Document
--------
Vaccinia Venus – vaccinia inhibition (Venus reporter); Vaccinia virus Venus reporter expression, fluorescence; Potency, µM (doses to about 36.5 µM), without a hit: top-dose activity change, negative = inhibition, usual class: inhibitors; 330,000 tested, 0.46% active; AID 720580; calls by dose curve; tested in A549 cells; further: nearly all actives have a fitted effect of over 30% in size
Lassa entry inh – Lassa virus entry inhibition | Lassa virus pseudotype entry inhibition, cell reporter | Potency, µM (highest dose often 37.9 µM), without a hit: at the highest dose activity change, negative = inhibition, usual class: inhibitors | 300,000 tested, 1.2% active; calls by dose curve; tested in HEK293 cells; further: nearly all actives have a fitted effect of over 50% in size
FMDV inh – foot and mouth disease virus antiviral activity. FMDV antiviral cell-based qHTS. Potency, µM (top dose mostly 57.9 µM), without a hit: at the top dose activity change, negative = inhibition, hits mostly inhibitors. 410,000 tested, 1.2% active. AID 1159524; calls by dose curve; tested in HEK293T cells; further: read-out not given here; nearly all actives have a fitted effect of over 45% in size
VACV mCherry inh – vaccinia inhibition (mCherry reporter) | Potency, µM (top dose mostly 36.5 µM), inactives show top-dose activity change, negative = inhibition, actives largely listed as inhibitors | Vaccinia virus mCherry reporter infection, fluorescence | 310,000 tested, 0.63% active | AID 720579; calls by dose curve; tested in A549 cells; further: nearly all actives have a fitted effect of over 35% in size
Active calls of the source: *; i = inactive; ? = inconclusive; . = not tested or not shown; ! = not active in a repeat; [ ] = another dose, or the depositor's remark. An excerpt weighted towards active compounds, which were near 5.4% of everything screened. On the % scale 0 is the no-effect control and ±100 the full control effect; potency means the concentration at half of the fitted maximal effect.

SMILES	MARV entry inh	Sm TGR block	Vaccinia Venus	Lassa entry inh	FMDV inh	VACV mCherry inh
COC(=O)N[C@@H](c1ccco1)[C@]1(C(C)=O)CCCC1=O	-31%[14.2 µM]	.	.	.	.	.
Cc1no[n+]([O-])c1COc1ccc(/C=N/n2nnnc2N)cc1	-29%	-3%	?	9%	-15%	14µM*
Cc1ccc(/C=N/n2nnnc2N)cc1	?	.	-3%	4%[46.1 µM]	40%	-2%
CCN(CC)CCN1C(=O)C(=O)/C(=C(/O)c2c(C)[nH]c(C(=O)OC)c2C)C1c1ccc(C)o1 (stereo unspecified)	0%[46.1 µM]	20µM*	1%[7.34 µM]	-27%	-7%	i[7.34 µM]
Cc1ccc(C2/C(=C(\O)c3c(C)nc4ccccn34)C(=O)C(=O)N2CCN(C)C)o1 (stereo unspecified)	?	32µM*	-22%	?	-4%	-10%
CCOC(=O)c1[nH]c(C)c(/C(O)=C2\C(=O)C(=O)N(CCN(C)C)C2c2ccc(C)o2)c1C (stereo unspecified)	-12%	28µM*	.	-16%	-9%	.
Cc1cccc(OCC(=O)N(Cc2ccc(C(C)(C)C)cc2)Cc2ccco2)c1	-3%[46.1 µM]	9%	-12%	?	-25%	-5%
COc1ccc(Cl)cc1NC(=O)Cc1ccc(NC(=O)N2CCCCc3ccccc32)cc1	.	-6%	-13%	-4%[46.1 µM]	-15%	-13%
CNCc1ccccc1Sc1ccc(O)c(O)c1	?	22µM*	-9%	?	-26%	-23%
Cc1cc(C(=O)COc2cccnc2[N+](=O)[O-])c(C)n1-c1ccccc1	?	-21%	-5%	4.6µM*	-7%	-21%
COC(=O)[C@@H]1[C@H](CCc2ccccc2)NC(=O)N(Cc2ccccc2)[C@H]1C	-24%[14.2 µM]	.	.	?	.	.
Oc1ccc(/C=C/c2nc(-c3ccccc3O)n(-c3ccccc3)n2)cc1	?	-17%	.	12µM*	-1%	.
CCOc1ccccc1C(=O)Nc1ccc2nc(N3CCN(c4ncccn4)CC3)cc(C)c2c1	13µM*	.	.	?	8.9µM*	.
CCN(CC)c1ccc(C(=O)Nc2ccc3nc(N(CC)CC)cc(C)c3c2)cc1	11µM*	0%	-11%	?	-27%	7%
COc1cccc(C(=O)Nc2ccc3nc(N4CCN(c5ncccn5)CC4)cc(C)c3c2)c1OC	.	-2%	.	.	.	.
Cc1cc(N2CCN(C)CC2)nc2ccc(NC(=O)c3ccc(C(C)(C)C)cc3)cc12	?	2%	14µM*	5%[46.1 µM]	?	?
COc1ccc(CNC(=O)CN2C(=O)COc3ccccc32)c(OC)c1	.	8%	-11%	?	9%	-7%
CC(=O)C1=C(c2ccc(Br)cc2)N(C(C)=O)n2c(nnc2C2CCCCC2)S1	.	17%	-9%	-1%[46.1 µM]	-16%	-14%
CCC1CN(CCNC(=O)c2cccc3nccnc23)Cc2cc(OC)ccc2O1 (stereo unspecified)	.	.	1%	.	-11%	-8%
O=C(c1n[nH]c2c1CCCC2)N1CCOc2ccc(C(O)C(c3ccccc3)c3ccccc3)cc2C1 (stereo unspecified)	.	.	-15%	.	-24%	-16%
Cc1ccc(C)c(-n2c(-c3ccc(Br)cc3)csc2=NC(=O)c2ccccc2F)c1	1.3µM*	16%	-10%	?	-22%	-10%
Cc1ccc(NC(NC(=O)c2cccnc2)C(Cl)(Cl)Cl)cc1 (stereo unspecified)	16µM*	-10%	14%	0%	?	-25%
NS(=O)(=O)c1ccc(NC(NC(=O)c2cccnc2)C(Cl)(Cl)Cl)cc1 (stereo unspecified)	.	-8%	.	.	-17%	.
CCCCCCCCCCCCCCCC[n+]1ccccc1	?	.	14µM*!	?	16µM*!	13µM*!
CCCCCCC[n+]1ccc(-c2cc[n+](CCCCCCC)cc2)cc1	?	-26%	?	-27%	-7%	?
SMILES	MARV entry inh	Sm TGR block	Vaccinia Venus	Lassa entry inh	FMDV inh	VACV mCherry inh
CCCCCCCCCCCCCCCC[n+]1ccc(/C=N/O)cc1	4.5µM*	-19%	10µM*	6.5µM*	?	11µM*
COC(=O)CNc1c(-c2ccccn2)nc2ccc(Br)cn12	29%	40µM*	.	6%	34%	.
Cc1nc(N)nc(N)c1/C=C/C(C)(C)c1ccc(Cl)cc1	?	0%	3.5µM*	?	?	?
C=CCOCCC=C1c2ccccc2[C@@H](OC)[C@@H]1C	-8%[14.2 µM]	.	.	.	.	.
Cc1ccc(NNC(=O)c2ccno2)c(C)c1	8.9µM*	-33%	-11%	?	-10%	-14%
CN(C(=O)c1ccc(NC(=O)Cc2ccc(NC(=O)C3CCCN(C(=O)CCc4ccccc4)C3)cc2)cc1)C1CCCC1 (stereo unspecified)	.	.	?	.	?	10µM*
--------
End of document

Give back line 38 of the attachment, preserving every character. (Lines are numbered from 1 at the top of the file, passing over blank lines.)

CN(C(=O)c1ccc(NC(=O)Cc2ccc(NC(=O)C3CCCN(C(=O)CCc4ccccc4)C3)cc2)cc1)C1CCCC1 (stereo unspecified)	.	.	?	.	?	10µM*